FOIL method

The FOIL Method is used to multiply binomials. FOIL is an acronym. The letters stand for First, Outside, Inside, and Last, referring to the order of multiplying terms. You multiply first terms, then outside terms, then inside terms, then last terms, and then combine like terms for your answer.

FOIL method definition

How to FOIL

The mnemonic FOIL tells us exactly what terms to multiply, and in what order:

  • First – multiply the first terms
  • Outside – multiply the outside/outer terms
  • Inside – multiply the inside/inner terms
  • Last – multiply the last terms

How to FOIL

By following First, Outer, Inner, Last, we do not overlook any term in either binomial. All the terms in the first binomial are combined with the terms in the second binomial properly. Everything gets counted.

FOIL math examples

Let's apply the FOIL method on a couple of examples.

Here we are multiplying two binomials:

q -  3q - 7

Let's go through each step of FOIL to solve this multiplication problem:

  1. First, multiply first terms of each binomial: q * q = q2
  2. Outside terms are multiplied next: q * (-7) = -7q
  3. Inside terms are multiplied next: -3 * q = -3q
  4. Last, multiply last terms of each binomial: -3 * (-7) = 21

Put your four answers down on paper in the order you found them: q2 - 7q - 3q + 21

Finish by combining like terms: q2 - 10q + 21

FOIL example math problem

Now, let's use the FOIL method on this equation:

5n + 3n + 6.

Go through each letter:

  1. First – 5n * n = 5n2
  2. Outside – 5n * 6 = 30n
  3. Inside – 3 * n = 3n
  4. Last – 3 * 6 = 18

Put your answers together: 5n2 + 30n + 3n + 18

Combine like terms: 5n2 + 33n + 18

FOIL math example

Our final answer, the product of two binomials, contains three terms so it is a trinomial.

Multiplying three binomials

Multiplying three binomials is a special case for FOIL because the FOIL method can only be used for multiplying two binomials at a time.

You can use FOIL to multiply three or more binomials if you pair them off, then factor the answer to the remaining binomial.

FOIL cannot be used for binomial addition, subtraction, or division.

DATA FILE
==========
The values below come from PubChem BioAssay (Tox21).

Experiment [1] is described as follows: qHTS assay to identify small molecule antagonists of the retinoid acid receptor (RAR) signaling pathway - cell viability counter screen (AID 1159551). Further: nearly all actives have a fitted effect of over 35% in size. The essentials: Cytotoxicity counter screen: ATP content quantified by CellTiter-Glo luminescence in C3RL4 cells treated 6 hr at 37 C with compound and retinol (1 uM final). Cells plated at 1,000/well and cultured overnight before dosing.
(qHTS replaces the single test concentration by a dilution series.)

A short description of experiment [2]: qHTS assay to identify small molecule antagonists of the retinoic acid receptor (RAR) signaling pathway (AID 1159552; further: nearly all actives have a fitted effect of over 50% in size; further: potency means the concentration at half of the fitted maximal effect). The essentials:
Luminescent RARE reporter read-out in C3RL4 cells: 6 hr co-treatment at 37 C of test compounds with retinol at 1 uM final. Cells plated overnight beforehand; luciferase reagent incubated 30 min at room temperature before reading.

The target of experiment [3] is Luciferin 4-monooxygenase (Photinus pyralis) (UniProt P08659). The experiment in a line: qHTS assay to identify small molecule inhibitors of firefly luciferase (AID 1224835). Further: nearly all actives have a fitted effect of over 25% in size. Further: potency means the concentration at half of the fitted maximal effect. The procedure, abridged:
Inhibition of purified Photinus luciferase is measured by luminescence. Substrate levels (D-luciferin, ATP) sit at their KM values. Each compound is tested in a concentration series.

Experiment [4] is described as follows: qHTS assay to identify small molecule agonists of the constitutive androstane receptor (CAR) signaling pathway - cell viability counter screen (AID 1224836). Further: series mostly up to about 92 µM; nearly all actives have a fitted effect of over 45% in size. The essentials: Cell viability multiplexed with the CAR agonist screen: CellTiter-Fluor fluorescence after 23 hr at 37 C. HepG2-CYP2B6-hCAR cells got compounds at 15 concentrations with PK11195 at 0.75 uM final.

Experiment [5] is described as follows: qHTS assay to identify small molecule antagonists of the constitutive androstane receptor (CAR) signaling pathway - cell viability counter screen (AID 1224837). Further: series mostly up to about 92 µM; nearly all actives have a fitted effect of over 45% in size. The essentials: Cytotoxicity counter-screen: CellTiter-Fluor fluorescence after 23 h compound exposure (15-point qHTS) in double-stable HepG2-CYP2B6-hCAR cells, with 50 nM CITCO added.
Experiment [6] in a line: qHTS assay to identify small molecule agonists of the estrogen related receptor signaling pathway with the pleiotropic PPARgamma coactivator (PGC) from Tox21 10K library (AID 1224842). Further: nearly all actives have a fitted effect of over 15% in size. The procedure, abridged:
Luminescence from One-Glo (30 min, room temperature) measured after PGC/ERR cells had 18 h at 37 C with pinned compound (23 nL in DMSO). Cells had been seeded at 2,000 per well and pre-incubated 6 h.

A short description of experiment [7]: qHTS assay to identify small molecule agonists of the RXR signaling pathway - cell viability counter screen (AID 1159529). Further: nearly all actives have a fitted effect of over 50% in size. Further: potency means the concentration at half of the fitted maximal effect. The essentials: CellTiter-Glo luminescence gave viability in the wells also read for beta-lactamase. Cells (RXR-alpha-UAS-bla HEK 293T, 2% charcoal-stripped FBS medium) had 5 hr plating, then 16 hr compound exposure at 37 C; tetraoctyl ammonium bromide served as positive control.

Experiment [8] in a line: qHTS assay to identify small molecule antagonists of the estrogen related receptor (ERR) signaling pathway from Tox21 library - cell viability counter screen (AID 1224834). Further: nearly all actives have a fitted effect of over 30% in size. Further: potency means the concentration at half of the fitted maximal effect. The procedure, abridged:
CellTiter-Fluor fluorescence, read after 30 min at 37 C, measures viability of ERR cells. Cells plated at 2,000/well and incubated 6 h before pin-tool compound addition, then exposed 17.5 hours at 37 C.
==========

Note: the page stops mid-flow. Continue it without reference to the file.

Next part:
Here is a multiplication equation with three binomials:

4y - 72y + 107 - 2

To begin, we pair off the first two binomials:

4y - 72y + 10

Then, multiply them using the FOIL method, and we get:

8y2 + 40y - 14y - 70

Next, we combine like terms:

8y2 + 26y - 70

Now, we multiply our new binomial with the remaining binomial form the original equation:

8y2 + 26y - 70y - 2

Then, factoring and simplifying is the final step:

8y3 + 10y2 - 122y + 140

Multiplying three binomials

If you are faced with more multiplying two binomials, solve two at a time using FOIL until you are left with just one polynomial.

The term polynomial refers to an expression of constants, variables, and exponents that are added, subtracted, or multiplied, like the highlighted answer above. Each term on its own is called a monomial.

FOIL math problems

Give these practice problems a try.

  1. What does FOIL stand for in math?
  2. What is the FOIL method in mathematics?
  3. Apply the FOIL method in math to this problem: 2x + 132x - 17

Don't foil around with partial work; get answers down on paper before you check our answers.

  1. FOIL stands for First, Outside, Inside, and Last. It is a mnemonic way to multiply two binomials.
  2. The FOIL method in mathematics allows you to multiply two binomials quickly and helps to ensure you miss no part of the problem and gather all the partial products.
  3. To apply the FOIL method in math to this problem: 2x + 132x - 17, we would write:

First, multiply first terms of each binomial:

2x * 2x = 4x2

Outside terms are multiplied next:

2x * (-17) = -34x

Inside terms are multiplied next:

13 * 2x = 26x

Last, multiply last terms of the binomials:

13 * (-17) = -221

Now we have:

4x2 - 34x + 26x - 221

Combining like terms yields:

4x2 - 8x - 221

What you learned:

After working your way through this lesson and video, you will have learned:

  • What FOIL means in math
  • How to use foil to solve multiplication of binomials
  • Foiling three binomials
Instructor: Malcolm M.
Malcolm has a Master's Degree in education and holds four teaching certificates. He has been a public school teacher for 27 years, including 15 years as a mathematics teacher.

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